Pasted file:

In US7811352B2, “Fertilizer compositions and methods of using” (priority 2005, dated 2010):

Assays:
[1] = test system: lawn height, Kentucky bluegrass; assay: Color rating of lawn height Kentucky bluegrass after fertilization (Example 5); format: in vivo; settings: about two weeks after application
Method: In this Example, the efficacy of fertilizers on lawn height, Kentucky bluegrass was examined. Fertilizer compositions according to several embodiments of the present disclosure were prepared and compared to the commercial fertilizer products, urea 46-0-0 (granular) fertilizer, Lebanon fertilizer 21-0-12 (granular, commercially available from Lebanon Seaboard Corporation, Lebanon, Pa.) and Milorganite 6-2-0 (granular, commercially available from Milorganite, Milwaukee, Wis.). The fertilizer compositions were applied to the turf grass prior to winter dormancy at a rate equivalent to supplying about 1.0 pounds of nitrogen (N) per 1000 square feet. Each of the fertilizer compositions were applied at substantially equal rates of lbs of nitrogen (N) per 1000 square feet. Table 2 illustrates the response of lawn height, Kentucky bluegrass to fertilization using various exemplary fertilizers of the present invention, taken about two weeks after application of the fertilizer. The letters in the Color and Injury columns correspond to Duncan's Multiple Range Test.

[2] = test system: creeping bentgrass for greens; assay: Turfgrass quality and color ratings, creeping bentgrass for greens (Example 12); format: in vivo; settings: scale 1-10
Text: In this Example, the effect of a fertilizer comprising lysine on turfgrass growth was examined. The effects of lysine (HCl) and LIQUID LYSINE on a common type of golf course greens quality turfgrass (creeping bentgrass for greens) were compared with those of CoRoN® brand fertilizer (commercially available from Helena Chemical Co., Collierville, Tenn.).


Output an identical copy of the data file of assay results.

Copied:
In US7811352B2, “Fertilizer compositions and methods of using” (priority 2005, dated 2010):

Assays:
[1] = test system: lawn height, Kentucky bluegrass; assay: Color rating of lawn height Kentucky bluegrass after fertilization (Example 5); format: in vivo; settings: about two weeks after application
Method: In this Example, the efficacy of fertilizers on lawn height, Kentucky bluegrass was examined. Fertilizer compositions according to several embodiments of the present disclosure were prepared and compared to the commercial fertilizer products, urea 46-0-0 (granular) fertilizer, Lebanon fertilizer 21-0-12 (granular, commercially available from Lebanon Seaboard Corporation, Lebanon, Pa.) and Milorganite 6-2-0 (granular, commercially available from Milorganite, Milwaukee, Wis.). The fertilizer compositions were applied to the turf grass prior to winter dormancy at a rate equivalent to supplying about 1.0 pounds of nitrogen (N) per 1000 square feet. Each of the fertilizer compositions were applied at substantially equal rates of lbs of nitrogen (N) per 1000 square feet. Table 2 illustrates the response of lawn height, Kentucky bluegrass to fertilization using various exemplary fertilizers of the present invention, taken about two weeks after application of the fertilizer. The letters in the Color and Injury columns correspond to Duncan's Multiple Range Test.

[2] = test system: creeping bentgrass for greens; assay: Turfgrass quality and color ratings, creeping bentgrass for greens (Example 12); format: in vivo; settings: scale 1-10
Text: In this Example, the effect of a fertilizer comprising lysine on turfgrass growth was examined. The effects of lysine (HCl) and LIQUID LYSINE on a common type of golf course greens quality turfgrass (creeping bentgrass for greens) were compared with those of CoRoN® brand fertilizer (commercially available from Helena Chemical Co., Collierville, Tenn.).